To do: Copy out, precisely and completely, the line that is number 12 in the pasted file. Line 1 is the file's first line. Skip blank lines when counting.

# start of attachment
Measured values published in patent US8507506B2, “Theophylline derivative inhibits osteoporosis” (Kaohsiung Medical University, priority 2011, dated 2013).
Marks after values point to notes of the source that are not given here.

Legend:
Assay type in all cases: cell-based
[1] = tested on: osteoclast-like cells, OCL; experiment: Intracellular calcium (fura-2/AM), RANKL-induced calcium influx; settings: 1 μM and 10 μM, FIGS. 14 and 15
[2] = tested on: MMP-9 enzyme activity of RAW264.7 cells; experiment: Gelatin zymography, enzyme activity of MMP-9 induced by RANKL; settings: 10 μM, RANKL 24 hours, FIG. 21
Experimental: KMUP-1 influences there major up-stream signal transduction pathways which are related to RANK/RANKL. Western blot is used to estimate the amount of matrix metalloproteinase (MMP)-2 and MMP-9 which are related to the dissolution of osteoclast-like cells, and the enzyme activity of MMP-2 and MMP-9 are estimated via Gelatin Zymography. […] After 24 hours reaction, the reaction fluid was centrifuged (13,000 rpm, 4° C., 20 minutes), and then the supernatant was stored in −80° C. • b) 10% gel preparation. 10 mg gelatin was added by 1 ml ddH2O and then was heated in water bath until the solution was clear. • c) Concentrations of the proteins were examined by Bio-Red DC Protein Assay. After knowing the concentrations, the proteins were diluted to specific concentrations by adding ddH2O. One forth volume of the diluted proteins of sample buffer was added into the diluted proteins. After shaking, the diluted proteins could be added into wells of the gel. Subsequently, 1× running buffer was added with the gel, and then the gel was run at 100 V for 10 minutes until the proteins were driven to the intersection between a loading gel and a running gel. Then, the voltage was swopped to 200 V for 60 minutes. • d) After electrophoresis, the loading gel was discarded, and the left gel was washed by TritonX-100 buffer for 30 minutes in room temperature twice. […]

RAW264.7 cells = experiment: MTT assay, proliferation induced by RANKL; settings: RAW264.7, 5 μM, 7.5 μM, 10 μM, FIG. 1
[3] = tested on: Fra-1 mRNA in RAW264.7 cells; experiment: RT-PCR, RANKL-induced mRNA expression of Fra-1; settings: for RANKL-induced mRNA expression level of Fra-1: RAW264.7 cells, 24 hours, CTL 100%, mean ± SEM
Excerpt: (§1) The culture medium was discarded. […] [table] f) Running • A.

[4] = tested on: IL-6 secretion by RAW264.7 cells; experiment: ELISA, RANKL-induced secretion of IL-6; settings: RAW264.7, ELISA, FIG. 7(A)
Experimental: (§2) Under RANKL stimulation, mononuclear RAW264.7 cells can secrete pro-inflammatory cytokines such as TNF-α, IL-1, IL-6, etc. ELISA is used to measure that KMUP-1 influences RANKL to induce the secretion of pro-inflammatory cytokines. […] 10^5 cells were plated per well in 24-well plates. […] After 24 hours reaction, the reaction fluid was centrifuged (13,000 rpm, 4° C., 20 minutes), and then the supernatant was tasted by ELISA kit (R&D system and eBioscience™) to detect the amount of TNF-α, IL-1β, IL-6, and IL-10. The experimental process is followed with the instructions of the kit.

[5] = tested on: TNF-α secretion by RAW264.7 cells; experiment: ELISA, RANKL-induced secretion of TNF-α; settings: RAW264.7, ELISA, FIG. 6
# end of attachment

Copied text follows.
Experimental: (§2) Under RANKL stimulation, mononuclear RAW264.7 cells can secrete pro-inflammatory cytokines such as TNF-α, IL-1, IL-6, etc. ELISA is used to measure that KMUP-1 influences RANKL to induce the secretion of pro-inflammatory cytokines. […] 10^5 cells were plated per well in 24-well plates. […] After 24 hours reaction, the reaction fluid was centrifuged (13,000 rpm, 4° C., 20 minutes), and then the supernatant was tasted by ELISA kit (R&D system and eBioscience™) to detect the amount of TNF-α, IL-1β, IL-6, and IL-10. The experimental process is followed with the instructions of the kit.